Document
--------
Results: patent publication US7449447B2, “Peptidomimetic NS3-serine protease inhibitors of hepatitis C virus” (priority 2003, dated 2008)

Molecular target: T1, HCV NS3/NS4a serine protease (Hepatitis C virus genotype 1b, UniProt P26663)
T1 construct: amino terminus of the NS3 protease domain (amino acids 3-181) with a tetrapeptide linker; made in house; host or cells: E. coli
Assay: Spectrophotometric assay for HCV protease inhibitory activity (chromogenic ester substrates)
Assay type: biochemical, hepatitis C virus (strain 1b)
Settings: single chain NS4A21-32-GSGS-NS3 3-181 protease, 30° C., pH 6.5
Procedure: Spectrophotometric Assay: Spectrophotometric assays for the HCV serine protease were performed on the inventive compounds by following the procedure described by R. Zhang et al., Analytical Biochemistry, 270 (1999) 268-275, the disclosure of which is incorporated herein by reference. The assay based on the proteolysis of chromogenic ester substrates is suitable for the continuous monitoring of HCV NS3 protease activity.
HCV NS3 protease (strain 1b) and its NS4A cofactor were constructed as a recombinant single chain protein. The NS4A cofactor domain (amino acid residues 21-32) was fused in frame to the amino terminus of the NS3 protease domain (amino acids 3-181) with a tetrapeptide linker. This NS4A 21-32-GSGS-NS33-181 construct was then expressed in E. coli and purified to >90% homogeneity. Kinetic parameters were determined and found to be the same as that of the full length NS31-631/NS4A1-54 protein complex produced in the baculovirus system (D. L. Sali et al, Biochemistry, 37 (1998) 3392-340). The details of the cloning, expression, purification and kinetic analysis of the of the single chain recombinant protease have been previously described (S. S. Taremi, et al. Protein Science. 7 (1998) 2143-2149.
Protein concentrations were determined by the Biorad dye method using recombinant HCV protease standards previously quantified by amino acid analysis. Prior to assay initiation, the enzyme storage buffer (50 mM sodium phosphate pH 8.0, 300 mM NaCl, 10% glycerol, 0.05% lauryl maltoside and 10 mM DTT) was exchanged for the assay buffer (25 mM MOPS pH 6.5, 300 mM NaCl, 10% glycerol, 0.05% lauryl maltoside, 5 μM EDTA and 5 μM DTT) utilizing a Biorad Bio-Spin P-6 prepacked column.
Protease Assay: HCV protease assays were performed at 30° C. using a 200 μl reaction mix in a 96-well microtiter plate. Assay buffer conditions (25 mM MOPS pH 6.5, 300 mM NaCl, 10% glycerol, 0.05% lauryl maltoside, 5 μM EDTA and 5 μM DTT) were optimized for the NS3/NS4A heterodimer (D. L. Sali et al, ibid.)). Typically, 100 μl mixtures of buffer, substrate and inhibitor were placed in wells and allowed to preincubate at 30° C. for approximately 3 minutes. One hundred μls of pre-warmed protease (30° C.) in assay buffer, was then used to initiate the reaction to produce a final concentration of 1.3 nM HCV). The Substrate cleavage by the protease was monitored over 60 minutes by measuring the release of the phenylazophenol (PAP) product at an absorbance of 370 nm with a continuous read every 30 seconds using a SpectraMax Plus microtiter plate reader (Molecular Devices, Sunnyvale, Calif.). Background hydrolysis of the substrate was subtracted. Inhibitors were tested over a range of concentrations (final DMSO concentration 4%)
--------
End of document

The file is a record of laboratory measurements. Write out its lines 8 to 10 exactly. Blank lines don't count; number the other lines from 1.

HCV NS3 protease (strain 1b) and its NS4A cofactor were constructed as a recombinant single chain protein. The NS4A cofactor domain (amino acid residues 21-32) was fused in frame to the amino terminus of the NS3 protease domain (amino acids 3-181) with a tetrapeptide linker. This NS4A 21-32-GSGS-NS33-181 construct was then expressed in E. coli and purified to >90% homogeneity. Kinetic parameters were determined and found to be the same as that of the full length NS31-631/NS4A1-54 protein complex produced in the baculovirus system (D. L. Sali et al, Biochemistry, 37 (1998) 3392-340). The details of the cloning, expression, purification and kinetic analysis of the of the single chain recombinant protease have been previously described (S. S. Taremi, et al. Protein Science. 7 (1998) 2143-2149.
Protein concentrations were determined by the Biorad dye method using recombinant HCV protease standards previously quantified by amino acid analysis. Prior to assay initiation, the enzyme storage buffer (50 mM sodium phosphate pH 8.0, 300 mM NaCl, 10% glycerol, 0.05% lauryl maltoside and 10 mM DTT) was exchanged for the assay buffer (25 mM MOPS pH 6.5, 300 mM NaCl, 10% glycerol, 0.05% lauryl maltoside, 5 μM EDTA and 5 μM DTT) utilizing a Biorad Bio-Spin P-6 prepacked column.
Protease Assay: HCV protease assays were performed at 30° C. using a 200 μl reaction mix in a 96-well microtiter plate. Assay buffer conditions (25 mM MOPS pH 6.5, 300 mM NaCl, 10% glycerol, 0.05% lauryl maltoside, 5 μM EDTA and 5 μM DTT) were optimized for the NS3/NS4A heterodimer (D. L. Sali et al, ibid.)). Typically, 100 μl mixtures of buffer, substrate and inhibitor were placed in wells and allowed to preincubate at 30° C. for approximately 3 minutes. One hundred μls of pre-warmed protease (30° C.) in assay buffer, was then used to initiate the reaction to produce a final concentration of 1.3 nM HCV). The Substrate cleavage by the protease was monitored over 60 minutes by measuring the release of the phenylazophenol (PAP) product at an absorbance of 370 nm with a continuous read every 30 seconds using a SpectraMax Plus microtiter plate reader (Molecular Devices, Sunnyvale, Calif.). Background hydrolysis of the substrate was subtracted. Inhibitors were tested over a range of concentrations (final DMSO concentration 4%)